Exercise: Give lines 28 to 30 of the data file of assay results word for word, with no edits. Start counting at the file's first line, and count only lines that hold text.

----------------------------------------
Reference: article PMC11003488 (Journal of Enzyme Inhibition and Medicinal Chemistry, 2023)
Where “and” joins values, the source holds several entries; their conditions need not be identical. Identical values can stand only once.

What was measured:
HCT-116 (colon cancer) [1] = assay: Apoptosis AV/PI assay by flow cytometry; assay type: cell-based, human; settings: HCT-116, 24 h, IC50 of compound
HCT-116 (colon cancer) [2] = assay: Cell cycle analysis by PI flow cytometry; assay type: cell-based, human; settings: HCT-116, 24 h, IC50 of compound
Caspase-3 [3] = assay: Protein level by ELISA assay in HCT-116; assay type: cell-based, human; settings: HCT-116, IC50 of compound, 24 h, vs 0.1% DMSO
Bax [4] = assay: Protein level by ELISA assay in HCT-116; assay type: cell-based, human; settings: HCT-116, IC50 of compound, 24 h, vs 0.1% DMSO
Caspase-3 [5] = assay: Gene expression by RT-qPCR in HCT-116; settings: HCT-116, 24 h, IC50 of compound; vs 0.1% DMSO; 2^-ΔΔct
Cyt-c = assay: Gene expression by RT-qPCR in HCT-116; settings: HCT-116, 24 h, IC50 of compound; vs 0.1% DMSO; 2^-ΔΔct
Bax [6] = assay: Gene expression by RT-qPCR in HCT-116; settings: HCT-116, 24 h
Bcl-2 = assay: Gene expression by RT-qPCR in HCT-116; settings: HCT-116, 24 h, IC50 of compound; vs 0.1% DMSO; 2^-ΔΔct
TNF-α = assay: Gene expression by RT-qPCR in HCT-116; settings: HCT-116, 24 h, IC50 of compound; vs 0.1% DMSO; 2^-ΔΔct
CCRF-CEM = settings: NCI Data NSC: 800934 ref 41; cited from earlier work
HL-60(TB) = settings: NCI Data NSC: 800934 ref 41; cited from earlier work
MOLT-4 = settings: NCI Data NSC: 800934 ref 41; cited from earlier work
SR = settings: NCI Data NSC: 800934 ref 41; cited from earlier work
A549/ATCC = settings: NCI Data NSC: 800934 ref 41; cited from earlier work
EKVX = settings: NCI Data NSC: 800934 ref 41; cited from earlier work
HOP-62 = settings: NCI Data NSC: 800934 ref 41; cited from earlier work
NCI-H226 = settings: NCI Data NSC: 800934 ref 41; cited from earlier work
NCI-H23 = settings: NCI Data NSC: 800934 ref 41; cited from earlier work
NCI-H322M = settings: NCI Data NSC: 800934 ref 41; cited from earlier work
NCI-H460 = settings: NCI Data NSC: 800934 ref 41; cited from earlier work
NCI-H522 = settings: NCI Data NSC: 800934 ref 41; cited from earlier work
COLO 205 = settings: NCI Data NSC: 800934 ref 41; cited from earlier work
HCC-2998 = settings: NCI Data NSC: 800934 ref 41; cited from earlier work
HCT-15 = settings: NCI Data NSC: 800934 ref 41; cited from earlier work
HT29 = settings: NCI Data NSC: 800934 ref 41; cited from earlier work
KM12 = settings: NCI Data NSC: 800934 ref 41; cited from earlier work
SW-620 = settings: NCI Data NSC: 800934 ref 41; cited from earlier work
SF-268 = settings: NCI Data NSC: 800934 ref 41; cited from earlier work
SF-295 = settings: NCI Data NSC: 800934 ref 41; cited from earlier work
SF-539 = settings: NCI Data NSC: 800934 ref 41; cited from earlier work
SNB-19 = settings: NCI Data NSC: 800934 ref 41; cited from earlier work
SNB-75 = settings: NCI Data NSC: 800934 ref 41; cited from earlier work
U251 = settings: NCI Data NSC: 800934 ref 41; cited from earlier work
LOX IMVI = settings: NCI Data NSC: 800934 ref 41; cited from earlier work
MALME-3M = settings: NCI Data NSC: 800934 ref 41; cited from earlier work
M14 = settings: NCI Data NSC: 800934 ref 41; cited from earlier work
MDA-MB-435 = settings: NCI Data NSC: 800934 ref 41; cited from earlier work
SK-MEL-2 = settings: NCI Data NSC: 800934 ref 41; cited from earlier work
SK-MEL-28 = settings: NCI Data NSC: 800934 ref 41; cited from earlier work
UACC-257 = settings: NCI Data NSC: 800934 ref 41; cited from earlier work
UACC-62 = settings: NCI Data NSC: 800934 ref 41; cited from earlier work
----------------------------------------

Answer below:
HT29 = settings: NCI Data NSC: 800934 ref 41; cited from earlier work
KM12 = settings: NCI Data NSC: 800934 ref 41; cited from earlier work
SW-620 = settings: NCI Data NSC: 800934 ref 41; cited from earlier work